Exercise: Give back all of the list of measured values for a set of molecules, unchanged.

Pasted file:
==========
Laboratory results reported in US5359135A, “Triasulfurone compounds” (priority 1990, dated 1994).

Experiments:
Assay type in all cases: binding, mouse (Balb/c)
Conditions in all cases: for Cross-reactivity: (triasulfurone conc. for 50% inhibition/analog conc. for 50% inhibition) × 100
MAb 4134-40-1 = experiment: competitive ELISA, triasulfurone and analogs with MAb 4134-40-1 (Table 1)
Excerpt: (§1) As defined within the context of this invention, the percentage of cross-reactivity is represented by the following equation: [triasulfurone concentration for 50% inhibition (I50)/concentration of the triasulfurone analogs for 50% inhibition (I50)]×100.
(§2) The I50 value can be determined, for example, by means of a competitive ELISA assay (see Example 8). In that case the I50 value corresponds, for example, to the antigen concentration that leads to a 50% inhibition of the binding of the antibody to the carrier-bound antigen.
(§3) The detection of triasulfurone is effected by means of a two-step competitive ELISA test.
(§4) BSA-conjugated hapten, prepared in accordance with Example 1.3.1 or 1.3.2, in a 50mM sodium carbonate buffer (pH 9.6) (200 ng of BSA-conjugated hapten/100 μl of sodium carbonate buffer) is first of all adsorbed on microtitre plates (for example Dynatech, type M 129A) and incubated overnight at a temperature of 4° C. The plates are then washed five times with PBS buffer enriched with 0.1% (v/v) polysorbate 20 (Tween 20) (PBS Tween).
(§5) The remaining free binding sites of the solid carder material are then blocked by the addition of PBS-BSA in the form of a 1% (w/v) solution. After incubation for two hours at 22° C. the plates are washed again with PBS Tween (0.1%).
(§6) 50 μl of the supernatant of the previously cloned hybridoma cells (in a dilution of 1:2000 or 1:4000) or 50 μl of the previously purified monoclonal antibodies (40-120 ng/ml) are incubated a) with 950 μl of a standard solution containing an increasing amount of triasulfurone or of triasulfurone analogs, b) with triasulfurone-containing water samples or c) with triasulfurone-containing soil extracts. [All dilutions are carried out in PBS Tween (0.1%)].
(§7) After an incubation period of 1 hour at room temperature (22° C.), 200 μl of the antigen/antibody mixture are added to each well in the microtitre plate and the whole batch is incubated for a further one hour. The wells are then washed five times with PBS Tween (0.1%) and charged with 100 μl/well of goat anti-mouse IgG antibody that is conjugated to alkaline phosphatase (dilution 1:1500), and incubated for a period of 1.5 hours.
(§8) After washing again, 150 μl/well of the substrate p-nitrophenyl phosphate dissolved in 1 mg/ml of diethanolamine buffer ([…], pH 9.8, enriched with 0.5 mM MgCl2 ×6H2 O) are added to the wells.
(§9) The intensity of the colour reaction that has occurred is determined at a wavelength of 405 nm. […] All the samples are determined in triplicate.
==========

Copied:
Laboratory results reported in US5359135A, “Triasulfurone compounds” (priority 1990, dated 1994).

Experiments:
Assay type in all cases: binding, mouse (Balb/c)
Conditions in all cases: for Cross-reactivity: (triasulfurone conc. for 50% inhibition/analog conc. for 50% inhibition) × 100
MAb 4134-40-1 = experiment: competitive ELISA, triasulfurone and analogs with MAb 4134-40-1 (Table 1)
Excerpt: (§1) As defined within the context of this invention, the percentage of cross-reactivity is represented by the following equation: [triasulfurone concentration for 50% inhibition (I50)/concentration of the triasulfurone analogs for 50% inhibition (I50)]×100.
(§2) The I50 value can be determined, for example, by means of a competitive ELISA assay (see Example 8). In that case the I50 value corresponds, for example, to the antigen concentration that leads to a 50% inhibition of the binding of the antibody to the carrier-bound antigen.
(§3) The detection of triasulfurone is effected by means of a two-step competitive ELISA test.
(§4) BSA-conjugated hapten, prepared in accordance with Example 1.3.1 or 1.3.2, in a 50mM sodium carbonate buffer (pH 9.6) (200 ng of BSA-conjugated hapten/100 μl of sodium carbonate buffer) is first of all adsorbed on microtitre plates (for example Dynatech, type M 129A) and incubated overnight at a temperature of 4° C. The plates are then washed five times with PBS buffer enriched with 0.1% (v/v) polysorbate 20 (Tween 20) (PBS Tween).
(§5) The remaining free binding sites of the solid carder material are then blocked by the addition of PBS-BSA in the form of a 1% (w/v) solution. After incubation for two hours at 22° C. the plates are washed again with PBS Tween (0.1%).
(§6) 50 μl of the supernatant of the previously cloned hybridoma cells (in a dilution of 1:2000 or 1:4000) or 50 μl of the previously purified monoclonal antibodies (40-120 ng/ml) are incubated a) with 950 μl of a standard solution containing an increasing amount of triasulfurone or of triasulfurone analogs, b) with triasulfurone-containing water samples or c) with triasulfurone-containing soil extracts. [All dilutions are carried out in PBS Tween (0.1%)].
(§7) After an incubation period of 1 hour at room temperature (22° C.), 200 μl of the antigen/antibody mixture are added to each well in the microtitre plate and the whole batch is incubated for a further one hour. The wells are then washed five times with PBS Tween (0.1%) and charged with 100 μl/well of goat anti-mouse IgG antibody that is conjugated to alkaline phosphatase (dilution 1:1500), and incubated for a period of 1.5 hours.
(§8) After washing again, 150 μl/well of the substrate p-nitrophenyl phosphate dissolved in 1 mg/ml of diethanolamine buffer ([…], pH 9.8, enriched with 0.5 mM MgCl2 ×6H2 O) are added to the wells.
(§9) The intensity of the colour reaction that has occurred is determined at a wavelength of 405 nm. […] All the samples are determined in triplicate.